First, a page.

On the day of imaging, animals were anesthetized as described in the supplemental methods. A 5F introducer was inserted into the right carotid artery using fluoroscopic and angiographic guidance. Iodinated contrast was injected and baseline x-ray angiography was recorded using standard cineangiography. An IVUS catheter was inserted over an 0.014” guidewire and serial pullbacks were performed (Galaxy IVUS System, Boston Scientific/Scimed, Inc.) from the iliac bifurcation to the renal arteries, with a pullback length of 100 mm. Next, the monorail NIRF catheter was advanced over the guidewire. To cover the entire IVUS-imaged vessel and understand reproducibility of the NIRF signal profiles, the NIRF catheter was advanced into the iliac artery and 3–4 contiguous, 110 mm total length pullbacks were performed (rotational speed 30–100 rpm). Animals were then euthanized and the iliac and aorta were resected. The NIRF catheter was gently reintroduced into lumen of the aorta and ex vivo NIRF pullbacks were repeated up to 3 times. Corresponding images were aligned using iliac bifurcation and renal arteries as landmarks, and radiopaque catheter markers as fiducials. Areas of plaque and normal vessel were confirmed by IVUS images.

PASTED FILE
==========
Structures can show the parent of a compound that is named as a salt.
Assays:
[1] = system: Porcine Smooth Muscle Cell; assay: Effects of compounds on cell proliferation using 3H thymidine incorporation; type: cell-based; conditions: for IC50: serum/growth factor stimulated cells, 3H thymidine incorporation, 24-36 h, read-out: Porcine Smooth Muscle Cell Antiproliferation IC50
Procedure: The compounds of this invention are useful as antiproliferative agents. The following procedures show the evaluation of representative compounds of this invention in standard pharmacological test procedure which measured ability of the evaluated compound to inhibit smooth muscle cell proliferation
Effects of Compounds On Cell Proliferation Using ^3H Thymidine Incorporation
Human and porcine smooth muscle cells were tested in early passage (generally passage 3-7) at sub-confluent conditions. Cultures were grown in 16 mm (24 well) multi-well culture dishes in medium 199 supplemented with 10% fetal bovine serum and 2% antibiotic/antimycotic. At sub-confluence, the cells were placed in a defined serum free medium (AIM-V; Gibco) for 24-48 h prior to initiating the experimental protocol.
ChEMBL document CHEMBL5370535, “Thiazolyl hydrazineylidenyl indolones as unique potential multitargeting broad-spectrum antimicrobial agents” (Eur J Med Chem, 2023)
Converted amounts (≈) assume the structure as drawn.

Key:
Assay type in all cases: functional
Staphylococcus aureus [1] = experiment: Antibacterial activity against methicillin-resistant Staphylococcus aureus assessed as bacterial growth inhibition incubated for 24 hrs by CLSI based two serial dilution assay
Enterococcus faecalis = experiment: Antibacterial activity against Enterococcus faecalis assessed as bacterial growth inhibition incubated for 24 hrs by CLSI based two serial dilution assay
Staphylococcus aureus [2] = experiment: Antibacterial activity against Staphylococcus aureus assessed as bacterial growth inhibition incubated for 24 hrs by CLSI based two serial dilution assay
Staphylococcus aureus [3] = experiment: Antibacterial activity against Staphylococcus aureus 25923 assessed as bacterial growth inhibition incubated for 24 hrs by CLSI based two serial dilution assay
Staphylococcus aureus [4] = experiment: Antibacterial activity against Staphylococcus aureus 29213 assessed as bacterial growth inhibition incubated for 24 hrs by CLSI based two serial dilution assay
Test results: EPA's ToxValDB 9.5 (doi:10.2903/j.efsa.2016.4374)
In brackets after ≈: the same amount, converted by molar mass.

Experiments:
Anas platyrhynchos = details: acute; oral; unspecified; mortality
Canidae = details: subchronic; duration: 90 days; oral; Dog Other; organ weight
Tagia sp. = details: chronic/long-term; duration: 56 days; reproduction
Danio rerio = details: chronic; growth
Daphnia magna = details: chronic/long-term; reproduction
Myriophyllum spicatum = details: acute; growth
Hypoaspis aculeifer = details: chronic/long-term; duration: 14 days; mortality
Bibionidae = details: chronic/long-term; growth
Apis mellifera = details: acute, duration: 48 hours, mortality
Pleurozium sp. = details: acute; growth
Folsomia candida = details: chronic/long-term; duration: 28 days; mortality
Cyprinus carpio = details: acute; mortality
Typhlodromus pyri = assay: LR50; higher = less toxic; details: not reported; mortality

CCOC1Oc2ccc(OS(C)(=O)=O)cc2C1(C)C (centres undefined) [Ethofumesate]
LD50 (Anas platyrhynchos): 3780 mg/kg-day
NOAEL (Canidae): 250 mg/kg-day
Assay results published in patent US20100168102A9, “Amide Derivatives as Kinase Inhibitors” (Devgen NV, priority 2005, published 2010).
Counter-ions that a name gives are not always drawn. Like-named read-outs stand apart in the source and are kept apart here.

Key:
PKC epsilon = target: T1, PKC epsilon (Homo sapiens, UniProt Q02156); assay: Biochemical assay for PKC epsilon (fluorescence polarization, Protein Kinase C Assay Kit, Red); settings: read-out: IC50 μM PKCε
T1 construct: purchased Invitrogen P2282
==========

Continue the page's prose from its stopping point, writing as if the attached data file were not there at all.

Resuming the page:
Fluorescence reflectance imaging (FRI)

Resected vessels underwent multiwavelength FRI (OV110; Olympus, Japan; equipped with an NIR filter set (Omega Optical, Brattleboro, VT): bandpass excitation 716–756 nm, bandpass emission 780–820 nm). Multiple exposure times (0.1–60sec) for each wavelength and acquired images were exported as DICOM files for further analyses. Due to vessel shrinkage after resection, the aorta and the iliac vessels were manually elongated to in vivo measured lengths. ROIs were traced manually after visual identification of normal vessel, background, plaque, and stented zones (Osirix version 2.7.5, A. Rosset). Stent ROIs included 3 mm of tissue at proximal and distal edge respectively (total length of ROI drawn was 18 mm for 12 mm stent). Target-to-background ratios (TBRs) were calculated for each region of interest by dividing the mean ROI signal of target by adjacent vessel background (normal vessel). For SNR calculations, the mean ROI signal of target was divided by the standard deviation of background signal for each image.